You can play around with your camera’s color balance, or you can play around in post-processing. Either way, you can change, at least somewhat, the basic tone of your images.
18. Normal range zoom lenses are a versatile choice
While you might think a short telephoto would be our lens recommendation, I actually like the versatility of a normal range zoom.
A focal length range (for Full Frame format) of 24-70mm or 28 – 105mm is what I have in mind.
A kit lens may fit the focal length range, but most kit lenses are rather slow, especially at the short telephoto end of the zoom. In order to take advantage of selective focus, you need to have a relatively fast aperture.
Normal range zoom lenses include short telephoto at one end of the zoom range, so you can use that for the pleasing perspective rendition of facial and body features.
Having the rest of the range, including a wide angle at the short end of the zoom, allows for the photo session to flow smoothly.
You aren’t slowing things down by choosing and changing lenses, keeping your nude model comfortably in the flow of the photo session.
19. Use props
Figuring what to use as props can enhance your nude photography.
From holding a fan to wrapping a sheer piece of fabric strategically around the model’s figure to having a chair for use in posing, props add to the fun factor of keeping your model comfortable.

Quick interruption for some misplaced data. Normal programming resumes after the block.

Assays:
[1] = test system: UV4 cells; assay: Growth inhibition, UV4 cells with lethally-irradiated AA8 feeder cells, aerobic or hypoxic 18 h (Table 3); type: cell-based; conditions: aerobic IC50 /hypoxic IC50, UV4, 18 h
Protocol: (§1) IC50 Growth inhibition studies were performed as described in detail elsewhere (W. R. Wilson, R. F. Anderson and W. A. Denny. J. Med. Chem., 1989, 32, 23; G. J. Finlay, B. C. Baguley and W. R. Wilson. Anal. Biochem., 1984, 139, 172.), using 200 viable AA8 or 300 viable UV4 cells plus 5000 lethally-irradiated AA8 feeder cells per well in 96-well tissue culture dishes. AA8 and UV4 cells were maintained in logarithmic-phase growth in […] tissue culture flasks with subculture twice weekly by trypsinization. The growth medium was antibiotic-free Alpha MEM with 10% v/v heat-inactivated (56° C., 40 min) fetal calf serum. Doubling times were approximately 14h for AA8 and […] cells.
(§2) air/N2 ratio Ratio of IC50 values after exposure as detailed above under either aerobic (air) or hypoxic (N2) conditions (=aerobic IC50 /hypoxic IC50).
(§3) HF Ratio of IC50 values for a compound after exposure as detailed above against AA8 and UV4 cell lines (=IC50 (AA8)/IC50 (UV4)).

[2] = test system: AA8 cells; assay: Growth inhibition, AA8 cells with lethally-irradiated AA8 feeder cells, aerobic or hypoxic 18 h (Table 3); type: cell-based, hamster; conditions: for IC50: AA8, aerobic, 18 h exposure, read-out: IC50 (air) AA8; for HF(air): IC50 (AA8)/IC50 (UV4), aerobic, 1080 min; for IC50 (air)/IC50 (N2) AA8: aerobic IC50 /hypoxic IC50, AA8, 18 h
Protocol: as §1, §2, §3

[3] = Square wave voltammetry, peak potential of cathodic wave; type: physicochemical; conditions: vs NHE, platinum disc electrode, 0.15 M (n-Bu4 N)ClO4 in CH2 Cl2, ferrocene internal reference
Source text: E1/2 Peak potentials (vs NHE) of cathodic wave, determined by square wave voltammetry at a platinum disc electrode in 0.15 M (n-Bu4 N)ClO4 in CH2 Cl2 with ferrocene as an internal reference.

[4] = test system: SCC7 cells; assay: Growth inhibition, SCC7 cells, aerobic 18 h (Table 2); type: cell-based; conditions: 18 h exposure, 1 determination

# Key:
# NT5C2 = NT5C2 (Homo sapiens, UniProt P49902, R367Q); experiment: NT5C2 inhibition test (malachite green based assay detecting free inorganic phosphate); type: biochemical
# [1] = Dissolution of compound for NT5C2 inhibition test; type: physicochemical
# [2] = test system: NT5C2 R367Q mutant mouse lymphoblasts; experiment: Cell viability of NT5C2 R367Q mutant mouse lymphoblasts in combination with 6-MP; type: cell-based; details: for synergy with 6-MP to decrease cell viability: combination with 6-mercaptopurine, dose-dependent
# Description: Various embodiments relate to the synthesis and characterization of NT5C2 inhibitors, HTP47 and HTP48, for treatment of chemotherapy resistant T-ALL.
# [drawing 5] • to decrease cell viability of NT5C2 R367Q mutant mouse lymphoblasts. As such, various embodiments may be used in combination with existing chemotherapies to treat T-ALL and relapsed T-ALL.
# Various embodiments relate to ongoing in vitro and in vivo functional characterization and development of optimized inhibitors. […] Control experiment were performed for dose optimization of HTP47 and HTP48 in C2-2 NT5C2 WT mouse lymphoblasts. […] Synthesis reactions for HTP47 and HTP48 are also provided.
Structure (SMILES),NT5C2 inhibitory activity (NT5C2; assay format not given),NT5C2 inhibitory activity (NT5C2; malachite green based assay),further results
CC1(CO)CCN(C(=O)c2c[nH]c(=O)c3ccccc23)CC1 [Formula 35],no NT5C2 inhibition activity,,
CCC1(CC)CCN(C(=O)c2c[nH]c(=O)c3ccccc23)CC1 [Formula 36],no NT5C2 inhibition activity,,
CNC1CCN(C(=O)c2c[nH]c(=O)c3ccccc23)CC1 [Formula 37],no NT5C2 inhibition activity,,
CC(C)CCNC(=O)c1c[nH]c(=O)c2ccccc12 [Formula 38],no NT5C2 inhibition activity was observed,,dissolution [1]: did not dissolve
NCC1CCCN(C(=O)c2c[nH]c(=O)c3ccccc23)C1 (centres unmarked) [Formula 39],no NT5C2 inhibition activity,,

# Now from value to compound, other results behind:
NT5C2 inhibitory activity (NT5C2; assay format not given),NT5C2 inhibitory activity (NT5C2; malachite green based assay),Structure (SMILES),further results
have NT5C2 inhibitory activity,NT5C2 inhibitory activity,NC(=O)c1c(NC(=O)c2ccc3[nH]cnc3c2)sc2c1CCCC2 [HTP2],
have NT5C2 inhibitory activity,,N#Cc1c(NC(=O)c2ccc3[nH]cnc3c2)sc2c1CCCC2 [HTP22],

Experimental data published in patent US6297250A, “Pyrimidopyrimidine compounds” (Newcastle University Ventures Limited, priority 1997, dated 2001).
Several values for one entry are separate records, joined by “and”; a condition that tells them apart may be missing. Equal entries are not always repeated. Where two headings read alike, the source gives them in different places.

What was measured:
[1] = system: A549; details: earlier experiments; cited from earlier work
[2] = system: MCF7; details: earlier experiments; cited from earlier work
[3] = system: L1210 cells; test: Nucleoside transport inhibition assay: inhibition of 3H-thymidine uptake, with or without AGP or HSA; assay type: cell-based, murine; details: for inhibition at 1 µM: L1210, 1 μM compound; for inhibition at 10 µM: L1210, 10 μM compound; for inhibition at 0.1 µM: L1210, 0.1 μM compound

The number of poses available by using a simple chair are numerous. The model can sit in various positions, lean on the back of the chair facing the camera, or lean into the chair facing away from the camera.
This is just one small example of how props can add to your fine art nude photography.
20. Scout out your location with privacy in mind
Especially if you are planning on nude photography in an outdoor setting, you will want to have good privacy.
Primarily for the sake of keeping the model comfortable, but also keep from causing any concern from local officials or the neighbors.
Even if you aren’t anywhere close to violating any local decency standards, it can ruin your day to have offended people crash your photoshoot.
It’s also generally a good idea to stay on the good side of your neighbors, including if we’re talking about hikers in the wild accidentally stumbling on your session.
Abandoned urban locations are also desirable photographically, the same things about privacy apply. In either type of outdoor location, you’ll also need to have your mind on safety.
21. Rent a room
If you don’t have a studio of your own, or a good home location to do the photoshoot in, renting a studio or a room in a nicer hotel can work out.
A studio available for rent might have basic charges for certain periods of time. Many studios will also have some studio equipment available for use, such as lights and backgrounds, if it’s not listed with the price, be sure to ask.
Assuming leads to disappointment when it isn’t what you expected.
A room or suite at a nice hotel will give you a whole day to schedule your session, maybe book several sessions in a row.
You probably won’t get much use out of a budget hotel room, as the confined space can hamper camera and lighting placement options.
Check with other local photographers to see what places have sizable rooms for reasonable prices.